Public Access TV

I’ve long felt that public access television is potentially one of the few bastions of truly free public expression available to anyone willing to take responsibility for the content that they produce.  But when I was first approached by director Gary Roberts to do music presentations for his ongoing production ‘Anything Goes’, I was a bit hesitant, at least until he mentioned that he didn’t want only music, but also dialogue that would give context to that music.

That approach was really what I was interested in. I’d long been in the business of presenting the music and biographies of the giants of the Tin Pan Alley era to senior groups and others who found this material interesting. In my own life, those great melodies and the clever lyrics (representing a whole range of human emotions) have proven an excellent source of inspiration as a text book guide to good songwriting.  But beyond the intellect, there are many compositions from those days that still send chills of delight up my spine when I hear or play them!

Dennis Freese in RVTV’s “Anything Goes: The Great American Song Book – Irving Berlin, Part 2” produced by Gary Roberts

The music of that time certainly speaks well for itself, but the stories of the lives of the composers and the time in America that they worked in and lived through, gives us a much deeper insight into the music itself, and humanizes these legendary figures, all while letting us peer into the collective psychology of the celebrations and travails of the nation in which this uniquely original American art form was born.

There was really no question but that my first presentation would be on Irving Berlin, and when you watch the video I think you’ll see why.  Then an interesting turn of events interrupted  my next presentation on the lives and music of the Gershwins;  namely our own current political climate, especially as it pertains to our tolerance and acceptance of those individuals and groups being labeled as ‘others’.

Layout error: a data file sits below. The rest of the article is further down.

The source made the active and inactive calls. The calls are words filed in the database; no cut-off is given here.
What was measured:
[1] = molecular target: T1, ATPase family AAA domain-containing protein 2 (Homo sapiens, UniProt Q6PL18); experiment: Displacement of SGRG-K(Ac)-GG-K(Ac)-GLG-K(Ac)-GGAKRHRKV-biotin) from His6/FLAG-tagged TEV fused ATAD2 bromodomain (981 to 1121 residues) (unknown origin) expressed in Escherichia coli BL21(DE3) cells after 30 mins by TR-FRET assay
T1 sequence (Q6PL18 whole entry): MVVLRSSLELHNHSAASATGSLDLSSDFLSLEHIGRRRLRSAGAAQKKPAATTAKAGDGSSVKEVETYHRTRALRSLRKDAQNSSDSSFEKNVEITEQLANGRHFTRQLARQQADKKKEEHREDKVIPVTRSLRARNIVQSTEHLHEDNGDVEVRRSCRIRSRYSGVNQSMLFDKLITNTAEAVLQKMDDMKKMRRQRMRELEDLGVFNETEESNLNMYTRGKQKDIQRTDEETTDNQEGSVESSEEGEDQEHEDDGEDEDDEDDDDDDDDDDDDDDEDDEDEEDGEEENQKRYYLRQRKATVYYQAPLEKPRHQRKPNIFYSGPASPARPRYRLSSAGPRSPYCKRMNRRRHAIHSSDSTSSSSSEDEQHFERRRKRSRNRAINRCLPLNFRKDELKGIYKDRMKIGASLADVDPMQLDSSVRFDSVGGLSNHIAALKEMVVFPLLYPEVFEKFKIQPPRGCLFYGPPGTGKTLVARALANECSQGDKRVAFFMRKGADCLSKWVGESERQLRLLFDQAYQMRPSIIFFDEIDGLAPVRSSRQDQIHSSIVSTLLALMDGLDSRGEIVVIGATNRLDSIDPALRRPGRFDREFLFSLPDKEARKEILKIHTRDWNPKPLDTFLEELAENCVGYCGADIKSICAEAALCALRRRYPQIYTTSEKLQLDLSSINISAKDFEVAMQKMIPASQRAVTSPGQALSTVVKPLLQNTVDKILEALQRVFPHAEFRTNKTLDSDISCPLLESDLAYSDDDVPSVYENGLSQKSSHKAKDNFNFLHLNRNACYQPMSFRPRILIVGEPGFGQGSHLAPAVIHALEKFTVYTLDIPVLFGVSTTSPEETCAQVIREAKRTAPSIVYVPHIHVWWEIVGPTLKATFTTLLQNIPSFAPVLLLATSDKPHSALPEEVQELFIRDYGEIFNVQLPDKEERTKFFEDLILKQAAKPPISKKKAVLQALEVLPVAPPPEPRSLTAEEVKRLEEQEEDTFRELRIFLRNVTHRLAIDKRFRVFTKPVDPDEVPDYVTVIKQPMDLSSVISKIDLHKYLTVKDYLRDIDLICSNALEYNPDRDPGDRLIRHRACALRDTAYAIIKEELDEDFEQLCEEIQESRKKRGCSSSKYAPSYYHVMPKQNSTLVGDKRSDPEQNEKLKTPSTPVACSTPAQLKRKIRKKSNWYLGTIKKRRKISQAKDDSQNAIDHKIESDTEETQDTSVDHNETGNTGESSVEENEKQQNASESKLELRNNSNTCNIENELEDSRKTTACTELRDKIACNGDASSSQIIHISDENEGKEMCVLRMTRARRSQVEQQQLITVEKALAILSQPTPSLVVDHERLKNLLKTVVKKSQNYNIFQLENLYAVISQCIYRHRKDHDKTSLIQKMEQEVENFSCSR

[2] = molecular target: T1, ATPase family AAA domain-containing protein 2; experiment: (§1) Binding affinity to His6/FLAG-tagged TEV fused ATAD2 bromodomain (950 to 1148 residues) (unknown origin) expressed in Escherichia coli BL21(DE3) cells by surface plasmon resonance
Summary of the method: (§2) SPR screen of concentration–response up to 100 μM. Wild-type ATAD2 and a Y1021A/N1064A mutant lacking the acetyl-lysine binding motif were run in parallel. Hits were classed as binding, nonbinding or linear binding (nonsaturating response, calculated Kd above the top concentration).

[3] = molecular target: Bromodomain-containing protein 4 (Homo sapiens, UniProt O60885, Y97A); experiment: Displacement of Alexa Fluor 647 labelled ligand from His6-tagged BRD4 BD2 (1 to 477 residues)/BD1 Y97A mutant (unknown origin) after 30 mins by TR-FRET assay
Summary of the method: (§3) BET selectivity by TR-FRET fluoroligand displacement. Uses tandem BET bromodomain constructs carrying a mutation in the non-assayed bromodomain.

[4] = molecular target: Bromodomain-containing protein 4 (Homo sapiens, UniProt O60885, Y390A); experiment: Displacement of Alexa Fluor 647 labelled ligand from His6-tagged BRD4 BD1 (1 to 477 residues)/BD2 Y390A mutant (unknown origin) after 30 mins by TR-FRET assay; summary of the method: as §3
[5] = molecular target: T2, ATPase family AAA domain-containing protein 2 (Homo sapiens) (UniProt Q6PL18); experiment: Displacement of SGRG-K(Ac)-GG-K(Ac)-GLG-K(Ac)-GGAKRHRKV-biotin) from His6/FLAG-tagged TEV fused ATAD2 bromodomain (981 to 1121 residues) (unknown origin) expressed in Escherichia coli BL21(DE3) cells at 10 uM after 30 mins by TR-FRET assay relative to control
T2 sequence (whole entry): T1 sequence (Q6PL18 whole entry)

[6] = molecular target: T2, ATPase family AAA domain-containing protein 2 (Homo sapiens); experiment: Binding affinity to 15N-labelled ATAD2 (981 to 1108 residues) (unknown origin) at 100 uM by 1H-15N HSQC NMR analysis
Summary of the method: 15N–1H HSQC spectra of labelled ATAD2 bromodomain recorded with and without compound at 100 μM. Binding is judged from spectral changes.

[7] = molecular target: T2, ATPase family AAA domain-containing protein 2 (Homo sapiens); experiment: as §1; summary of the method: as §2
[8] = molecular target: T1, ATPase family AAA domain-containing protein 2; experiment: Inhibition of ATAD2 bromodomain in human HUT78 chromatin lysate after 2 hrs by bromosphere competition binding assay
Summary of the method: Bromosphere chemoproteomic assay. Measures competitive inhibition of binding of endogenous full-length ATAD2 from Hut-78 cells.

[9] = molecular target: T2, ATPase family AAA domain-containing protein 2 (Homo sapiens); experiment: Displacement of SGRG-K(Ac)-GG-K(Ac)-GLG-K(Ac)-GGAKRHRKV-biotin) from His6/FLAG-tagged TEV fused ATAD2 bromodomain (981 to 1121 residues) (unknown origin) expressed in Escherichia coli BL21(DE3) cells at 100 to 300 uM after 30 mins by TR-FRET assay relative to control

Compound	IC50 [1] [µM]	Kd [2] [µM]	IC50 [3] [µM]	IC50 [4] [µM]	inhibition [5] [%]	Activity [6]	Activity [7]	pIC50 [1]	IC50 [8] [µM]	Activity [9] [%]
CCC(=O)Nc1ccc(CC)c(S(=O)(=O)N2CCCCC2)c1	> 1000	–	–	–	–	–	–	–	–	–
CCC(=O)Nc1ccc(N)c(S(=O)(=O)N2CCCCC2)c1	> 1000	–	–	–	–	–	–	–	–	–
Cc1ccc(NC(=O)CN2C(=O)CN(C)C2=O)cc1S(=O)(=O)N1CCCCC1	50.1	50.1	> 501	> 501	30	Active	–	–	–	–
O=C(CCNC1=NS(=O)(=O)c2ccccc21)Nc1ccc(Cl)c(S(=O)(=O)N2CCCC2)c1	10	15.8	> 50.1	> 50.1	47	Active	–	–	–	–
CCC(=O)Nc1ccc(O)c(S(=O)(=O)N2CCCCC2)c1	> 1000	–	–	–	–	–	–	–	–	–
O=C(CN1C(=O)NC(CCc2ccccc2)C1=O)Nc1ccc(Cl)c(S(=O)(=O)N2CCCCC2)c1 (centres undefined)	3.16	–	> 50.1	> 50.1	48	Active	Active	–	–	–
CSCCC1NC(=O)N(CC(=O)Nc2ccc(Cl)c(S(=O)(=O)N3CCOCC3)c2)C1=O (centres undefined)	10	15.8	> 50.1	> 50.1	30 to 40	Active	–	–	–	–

After tracing the history of popular music from those early days at the start of the twentieth century, it was crystal clear to me that without immigration, hardly any of those musical giants of the time would have ever seen our shores, much less uplifted a desperate population through two wars as well as the great depression. This is why you’ll see that the next two shows I’ve done are dedicated to the stories and extraordinary musicianship of two more recent immigrants, Finn Juhl (Adventures of A Cosmic Nomad), and Olof Soderback (Swedish folk music and beyond)… musicians who play an important role in the fabric of our nation in the here and now.

Please check back on occasion for more ‘Anything Goes’ programs, as well as many other freely expressed ideas and performances available on public access television.


For Information and Booking, please contact Uma Freese:

(541) 535 - 1973 or


© Dennis Freese. All rights reserved. Site developed and hosted by Rogue Web Works.